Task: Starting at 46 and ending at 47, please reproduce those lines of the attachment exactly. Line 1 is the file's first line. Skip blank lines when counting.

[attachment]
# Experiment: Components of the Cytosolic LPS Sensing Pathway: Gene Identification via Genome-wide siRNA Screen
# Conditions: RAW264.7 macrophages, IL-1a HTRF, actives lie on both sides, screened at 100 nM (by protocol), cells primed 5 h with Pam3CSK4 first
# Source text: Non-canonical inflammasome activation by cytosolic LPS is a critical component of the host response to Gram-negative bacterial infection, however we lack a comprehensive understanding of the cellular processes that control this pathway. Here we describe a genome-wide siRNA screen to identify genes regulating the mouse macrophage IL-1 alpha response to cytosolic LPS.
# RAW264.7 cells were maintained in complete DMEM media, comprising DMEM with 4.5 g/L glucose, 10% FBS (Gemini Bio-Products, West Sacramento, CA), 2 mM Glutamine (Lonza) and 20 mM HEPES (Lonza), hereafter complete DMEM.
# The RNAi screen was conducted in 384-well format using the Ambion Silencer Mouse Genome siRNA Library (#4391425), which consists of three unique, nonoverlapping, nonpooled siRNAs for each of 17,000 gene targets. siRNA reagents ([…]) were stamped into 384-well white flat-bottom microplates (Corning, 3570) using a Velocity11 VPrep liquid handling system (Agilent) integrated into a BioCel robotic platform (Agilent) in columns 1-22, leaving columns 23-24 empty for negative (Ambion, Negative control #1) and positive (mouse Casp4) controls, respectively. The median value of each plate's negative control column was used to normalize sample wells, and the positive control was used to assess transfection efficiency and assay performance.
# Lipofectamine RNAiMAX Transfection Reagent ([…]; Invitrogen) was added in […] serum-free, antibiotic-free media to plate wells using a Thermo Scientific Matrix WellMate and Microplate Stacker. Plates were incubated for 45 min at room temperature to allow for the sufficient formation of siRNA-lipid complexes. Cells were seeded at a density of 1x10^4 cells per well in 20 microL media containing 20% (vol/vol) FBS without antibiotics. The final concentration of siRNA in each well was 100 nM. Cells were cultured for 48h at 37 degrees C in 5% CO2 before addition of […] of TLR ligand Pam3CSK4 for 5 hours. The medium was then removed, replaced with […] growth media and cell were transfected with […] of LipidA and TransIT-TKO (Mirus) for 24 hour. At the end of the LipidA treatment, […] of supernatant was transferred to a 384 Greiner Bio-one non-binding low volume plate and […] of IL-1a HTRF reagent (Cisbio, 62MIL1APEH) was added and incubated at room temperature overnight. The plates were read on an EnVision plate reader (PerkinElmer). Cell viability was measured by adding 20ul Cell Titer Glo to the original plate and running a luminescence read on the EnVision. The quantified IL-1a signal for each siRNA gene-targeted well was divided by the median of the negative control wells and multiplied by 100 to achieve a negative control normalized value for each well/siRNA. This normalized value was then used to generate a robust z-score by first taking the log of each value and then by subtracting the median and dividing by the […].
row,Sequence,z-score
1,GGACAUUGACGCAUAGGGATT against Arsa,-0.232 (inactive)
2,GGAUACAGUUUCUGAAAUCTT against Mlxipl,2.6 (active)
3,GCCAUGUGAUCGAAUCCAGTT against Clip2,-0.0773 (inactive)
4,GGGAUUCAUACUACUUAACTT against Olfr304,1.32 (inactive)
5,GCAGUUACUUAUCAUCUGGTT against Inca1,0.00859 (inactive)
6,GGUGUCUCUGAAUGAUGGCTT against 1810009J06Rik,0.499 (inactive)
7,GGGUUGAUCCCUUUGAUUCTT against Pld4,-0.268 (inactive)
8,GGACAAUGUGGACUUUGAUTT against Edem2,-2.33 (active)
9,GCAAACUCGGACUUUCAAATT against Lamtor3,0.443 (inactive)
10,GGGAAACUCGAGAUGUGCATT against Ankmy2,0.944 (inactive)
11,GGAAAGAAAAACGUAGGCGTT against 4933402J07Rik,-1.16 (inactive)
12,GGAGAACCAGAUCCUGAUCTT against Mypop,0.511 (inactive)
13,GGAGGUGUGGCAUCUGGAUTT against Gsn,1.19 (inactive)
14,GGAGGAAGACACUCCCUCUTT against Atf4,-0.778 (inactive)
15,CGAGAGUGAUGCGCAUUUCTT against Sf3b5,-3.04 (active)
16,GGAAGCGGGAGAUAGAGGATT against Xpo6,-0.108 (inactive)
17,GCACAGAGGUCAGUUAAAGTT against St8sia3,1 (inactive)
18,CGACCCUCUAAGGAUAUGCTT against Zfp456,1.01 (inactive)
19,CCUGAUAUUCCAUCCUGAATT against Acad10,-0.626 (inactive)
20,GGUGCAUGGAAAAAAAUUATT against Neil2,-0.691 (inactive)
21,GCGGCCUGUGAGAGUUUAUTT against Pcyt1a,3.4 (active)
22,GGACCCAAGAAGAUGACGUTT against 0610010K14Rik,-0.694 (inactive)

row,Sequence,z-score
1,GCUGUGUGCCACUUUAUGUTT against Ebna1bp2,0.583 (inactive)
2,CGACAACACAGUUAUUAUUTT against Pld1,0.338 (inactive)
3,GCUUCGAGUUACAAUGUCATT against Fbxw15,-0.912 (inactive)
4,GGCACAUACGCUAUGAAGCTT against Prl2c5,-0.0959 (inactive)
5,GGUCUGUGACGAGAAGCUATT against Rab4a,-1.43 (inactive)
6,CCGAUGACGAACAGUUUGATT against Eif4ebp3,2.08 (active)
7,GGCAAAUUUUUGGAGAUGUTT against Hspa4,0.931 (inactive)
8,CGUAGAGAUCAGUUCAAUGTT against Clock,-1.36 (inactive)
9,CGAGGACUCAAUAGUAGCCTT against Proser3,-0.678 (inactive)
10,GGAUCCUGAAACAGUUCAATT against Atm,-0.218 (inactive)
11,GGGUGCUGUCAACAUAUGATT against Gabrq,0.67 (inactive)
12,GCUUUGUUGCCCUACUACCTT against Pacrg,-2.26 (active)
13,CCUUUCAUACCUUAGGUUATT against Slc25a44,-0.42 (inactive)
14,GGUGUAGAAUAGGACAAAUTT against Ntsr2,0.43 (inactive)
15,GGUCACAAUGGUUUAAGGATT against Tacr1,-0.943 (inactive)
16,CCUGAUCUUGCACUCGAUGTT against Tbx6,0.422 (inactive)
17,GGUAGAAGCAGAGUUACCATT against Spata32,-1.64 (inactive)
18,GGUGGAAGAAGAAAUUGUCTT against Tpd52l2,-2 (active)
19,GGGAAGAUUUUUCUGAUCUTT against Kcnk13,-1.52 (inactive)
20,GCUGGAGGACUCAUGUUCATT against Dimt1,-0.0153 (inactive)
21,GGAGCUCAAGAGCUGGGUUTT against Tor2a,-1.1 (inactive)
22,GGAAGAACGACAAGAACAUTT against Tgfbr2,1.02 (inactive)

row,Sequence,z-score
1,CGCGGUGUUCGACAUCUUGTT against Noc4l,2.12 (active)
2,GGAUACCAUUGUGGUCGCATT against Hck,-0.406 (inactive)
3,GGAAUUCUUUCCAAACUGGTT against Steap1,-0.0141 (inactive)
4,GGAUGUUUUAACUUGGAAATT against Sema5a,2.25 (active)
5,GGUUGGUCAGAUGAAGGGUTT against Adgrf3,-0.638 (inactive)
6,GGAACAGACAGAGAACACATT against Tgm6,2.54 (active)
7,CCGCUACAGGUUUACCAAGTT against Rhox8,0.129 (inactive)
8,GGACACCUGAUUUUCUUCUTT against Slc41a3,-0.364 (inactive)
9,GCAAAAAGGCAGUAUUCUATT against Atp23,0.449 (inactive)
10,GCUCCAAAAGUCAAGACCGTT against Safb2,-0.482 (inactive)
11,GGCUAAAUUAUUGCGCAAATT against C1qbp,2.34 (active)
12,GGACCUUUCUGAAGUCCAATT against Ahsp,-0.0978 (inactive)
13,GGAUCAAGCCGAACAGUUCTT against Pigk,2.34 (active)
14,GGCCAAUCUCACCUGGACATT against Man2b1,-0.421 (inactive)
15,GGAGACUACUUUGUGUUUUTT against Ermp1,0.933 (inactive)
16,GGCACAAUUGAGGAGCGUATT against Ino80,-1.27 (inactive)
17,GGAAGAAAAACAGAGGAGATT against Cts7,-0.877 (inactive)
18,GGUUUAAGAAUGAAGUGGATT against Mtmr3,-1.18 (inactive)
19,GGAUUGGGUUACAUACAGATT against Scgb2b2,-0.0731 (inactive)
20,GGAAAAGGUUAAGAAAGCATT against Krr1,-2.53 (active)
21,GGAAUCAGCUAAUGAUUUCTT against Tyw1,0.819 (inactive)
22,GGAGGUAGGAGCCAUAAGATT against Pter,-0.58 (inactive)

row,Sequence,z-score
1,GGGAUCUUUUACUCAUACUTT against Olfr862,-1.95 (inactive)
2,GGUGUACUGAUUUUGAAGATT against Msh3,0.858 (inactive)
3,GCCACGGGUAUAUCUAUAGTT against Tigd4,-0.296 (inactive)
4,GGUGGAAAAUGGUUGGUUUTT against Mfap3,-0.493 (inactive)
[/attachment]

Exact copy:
16,CCUGAUCUUGCACUCGAUGTT against Tbx6,0.422 (inactive)
17,GGUAGAAGCAGAGUUACCATT against Spata32,-1.64 (inactive)